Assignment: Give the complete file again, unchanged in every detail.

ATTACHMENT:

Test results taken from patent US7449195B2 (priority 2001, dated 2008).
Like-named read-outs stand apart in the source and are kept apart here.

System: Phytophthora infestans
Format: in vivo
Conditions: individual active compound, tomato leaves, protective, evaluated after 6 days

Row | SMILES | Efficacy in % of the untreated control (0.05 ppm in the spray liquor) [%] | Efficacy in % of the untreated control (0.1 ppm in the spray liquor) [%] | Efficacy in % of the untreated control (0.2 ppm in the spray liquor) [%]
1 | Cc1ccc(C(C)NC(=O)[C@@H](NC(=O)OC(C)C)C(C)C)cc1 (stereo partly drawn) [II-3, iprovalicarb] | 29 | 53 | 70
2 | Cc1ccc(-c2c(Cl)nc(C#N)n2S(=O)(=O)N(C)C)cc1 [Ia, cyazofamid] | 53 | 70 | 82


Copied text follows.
Test results taken from patent US7449195B2 (priority 2001, dated 2008).
Like-named read-outs stand apart in the source and are kept apart here.

System: Phytophthora infestans
Format: in vivo
Conditions: individual active compound, tomato leaves, protective, evaluated after 6 days

Row | SMILES | Efficacy in % of the untreated control (0.05 ppm in the spray liquor) [%] | Efficacy in % of the untreated control (0.1 ppm in the spray liquor) [%] | Efficacy in % of the untreated control (0.2 ppm in the spray liquor) [%]
1 | Cc1ccc(C(C)NC(=O)[C@@H](NC(=O)OC(C)C)C(C)C)cc1 (stereo partly drawn) [II-3, iprovalicarb] | 29 | 53 | 70
2 | Cc1ccc(-c2c(Cl)nc(C#N)n2S(=O)(=O)N(C)C)cc1 [Ia, cyazofamid] | 53 | 70 | 82